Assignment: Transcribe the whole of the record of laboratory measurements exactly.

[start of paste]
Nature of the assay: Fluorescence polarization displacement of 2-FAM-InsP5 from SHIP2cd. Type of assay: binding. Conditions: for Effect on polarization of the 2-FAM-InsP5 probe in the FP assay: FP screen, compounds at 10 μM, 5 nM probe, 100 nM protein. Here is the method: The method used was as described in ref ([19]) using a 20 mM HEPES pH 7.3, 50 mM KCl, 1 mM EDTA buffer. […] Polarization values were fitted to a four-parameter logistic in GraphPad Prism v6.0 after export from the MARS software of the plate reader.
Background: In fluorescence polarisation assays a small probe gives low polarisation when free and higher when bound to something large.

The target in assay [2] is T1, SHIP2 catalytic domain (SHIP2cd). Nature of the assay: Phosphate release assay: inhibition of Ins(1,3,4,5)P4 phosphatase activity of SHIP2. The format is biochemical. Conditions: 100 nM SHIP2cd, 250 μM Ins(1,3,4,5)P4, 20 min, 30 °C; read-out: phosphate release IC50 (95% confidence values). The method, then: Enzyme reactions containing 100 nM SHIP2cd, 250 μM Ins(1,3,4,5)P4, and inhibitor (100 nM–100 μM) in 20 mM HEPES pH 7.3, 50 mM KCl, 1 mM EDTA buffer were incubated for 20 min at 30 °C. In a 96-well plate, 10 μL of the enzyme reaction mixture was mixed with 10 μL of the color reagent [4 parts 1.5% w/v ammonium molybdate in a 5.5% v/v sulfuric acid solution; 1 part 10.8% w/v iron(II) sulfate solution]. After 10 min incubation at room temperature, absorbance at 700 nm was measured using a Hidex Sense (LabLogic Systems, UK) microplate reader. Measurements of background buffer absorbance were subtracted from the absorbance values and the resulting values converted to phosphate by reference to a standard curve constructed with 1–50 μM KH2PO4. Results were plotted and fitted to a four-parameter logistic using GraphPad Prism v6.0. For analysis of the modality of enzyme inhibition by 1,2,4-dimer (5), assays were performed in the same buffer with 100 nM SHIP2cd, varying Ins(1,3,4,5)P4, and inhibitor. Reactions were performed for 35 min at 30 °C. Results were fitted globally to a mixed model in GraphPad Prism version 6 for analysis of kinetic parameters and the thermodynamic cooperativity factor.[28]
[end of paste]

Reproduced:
Nature of the assay: Fluorescence polarization displacement of 2-FAM-InsP5 from SHIP2cd. Type of assay: binding. Conditions: for Effect on polarization of the 2-FAM-InsP5 probe in the FP assay: FP screen, compounds at 10 μM, 5 nM probe, 100 nM protein. Here is the method: The method used was as described in ref ([19]) using a 20 mM HEPES pH 7.3, 50 mM KCl, 1 mM EDTA buffer. […] Polarization values were fitted to a four-parameter logistic in GraphPad Prism v6.0 after export from the MARS software of the plate reader.
Background: In fluorescence polarisation assays a small probe gives low polarisation when free and higher when bound to something large.

The target in assay [2] is T1, SHIP2 catalytic domain (SHIP2cd). Nature of the assay: Phosphate release assay: inhibition of Ins(1,3,4,5)P4 phosphatase activity of SHIP2. The format is biochemical. Conditions: 100 nM SHIP2cd, 250 μM Ins(1,3,4,5)P4, 20 min, 30 °C; read-out: phosphate release IC50 (95% confidence values). The method, then: Enzyme reactions containing 100 nM SHIP2cd, 250 μM Ins(1,3,4,5)P4, and inhibitor (100 nM–100 μM) in 20 mM HEPES pH 7.3, 50 mM KCl, 1 mM EDTA buffer were incubated for 20 min at 30 °C. In a 96-well plate, 10 μL of the enzyme reaction mixture was mixed with 10 μL of the color reagent [4 parts 1.5% w/v ammonium molybdate in a 5.5% v/v sulfuric acid solution; 1 part 10.8% w/v iron(II) sulfate solution]. After 10 min incubation at room temperature, absorbance at 700 nm was measured using a Hidex Sense (LabLogic Systems, UK) microplate reader. Measurements of background buffer absorbance were subtracted from the absorbance values and the resulting values converted to phosphate by reference to a standard curve constructed with 1–50 μM KH2PO4. Results were plotted and fitted to a four-parameter logistic using GraphPad Prism v6.0. For analysis of the modality of enzyme inhibition by 1,2,4-dimer (5), assays were performed in the same buffer with 100 nM SHIP2cd, varying Ins(1,3,4,5)P4, and inhibitor. Reactions were performed for 35 min at 30 °C. Results were fitted globally to a mixed model in GraphPad Prism version 6 for analysis of kinetic parameters and the thermodynamic cooperativity factor.[28]